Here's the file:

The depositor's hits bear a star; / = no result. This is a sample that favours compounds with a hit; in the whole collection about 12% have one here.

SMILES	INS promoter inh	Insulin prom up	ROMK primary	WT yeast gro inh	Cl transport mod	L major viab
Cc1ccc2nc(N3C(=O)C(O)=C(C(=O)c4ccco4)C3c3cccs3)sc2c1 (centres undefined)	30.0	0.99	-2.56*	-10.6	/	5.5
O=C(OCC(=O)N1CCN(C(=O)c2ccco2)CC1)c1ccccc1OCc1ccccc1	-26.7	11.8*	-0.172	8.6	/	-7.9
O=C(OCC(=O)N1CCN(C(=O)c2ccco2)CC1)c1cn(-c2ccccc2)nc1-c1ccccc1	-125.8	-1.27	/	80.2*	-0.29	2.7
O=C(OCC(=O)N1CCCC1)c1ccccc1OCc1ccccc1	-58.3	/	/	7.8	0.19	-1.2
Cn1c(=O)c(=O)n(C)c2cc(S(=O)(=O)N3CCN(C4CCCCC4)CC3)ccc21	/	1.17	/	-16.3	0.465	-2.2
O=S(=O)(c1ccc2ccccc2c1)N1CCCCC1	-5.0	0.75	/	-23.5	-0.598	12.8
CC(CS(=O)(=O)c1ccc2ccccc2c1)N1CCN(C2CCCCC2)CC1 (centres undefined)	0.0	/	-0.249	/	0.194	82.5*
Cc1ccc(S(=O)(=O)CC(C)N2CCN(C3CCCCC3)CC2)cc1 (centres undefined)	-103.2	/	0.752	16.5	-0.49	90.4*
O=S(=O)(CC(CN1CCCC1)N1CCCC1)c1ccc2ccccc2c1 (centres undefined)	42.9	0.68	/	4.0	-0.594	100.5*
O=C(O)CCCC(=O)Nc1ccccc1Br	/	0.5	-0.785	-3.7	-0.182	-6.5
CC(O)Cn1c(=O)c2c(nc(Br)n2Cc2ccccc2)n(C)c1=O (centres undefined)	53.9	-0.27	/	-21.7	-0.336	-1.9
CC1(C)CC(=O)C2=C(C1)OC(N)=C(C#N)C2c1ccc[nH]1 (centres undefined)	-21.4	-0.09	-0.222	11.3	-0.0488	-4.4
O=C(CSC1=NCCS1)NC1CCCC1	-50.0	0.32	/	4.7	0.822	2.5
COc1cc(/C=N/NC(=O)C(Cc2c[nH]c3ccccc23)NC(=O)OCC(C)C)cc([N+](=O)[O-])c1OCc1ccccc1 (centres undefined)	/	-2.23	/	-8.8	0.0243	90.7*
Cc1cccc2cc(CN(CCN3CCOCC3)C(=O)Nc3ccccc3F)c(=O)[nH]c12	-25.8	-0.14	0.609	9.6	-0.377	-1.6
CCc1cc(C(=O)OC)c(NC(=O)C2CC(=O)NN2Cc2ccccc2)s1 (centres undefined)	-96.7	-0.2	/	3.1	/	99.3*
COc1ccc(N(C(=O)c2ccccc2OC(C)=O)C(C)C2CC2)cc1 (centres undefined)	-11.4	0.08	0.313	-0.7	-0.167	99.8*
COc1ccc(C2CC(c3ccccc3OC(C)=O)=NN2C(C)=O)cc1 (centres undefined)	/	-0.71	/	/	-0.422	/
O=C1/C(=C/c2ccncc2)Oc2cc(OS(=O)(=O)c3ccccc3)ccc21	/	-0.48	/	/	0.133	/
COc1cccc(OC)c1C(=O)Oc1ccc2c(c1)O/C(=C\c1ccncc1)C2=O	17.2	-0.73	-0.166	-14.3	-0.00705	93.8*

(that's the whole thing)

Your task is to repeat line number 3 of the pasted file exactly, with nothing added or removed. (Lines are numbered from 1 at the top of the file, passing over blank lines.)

Cc1ccc2nc(N3C(=O)C(O)=C(C(=O)c4ccco4)C3c3cccs3)sc2c1 (centres undefined)	30.0	0.99	-2.56*	-10.6	/	5.5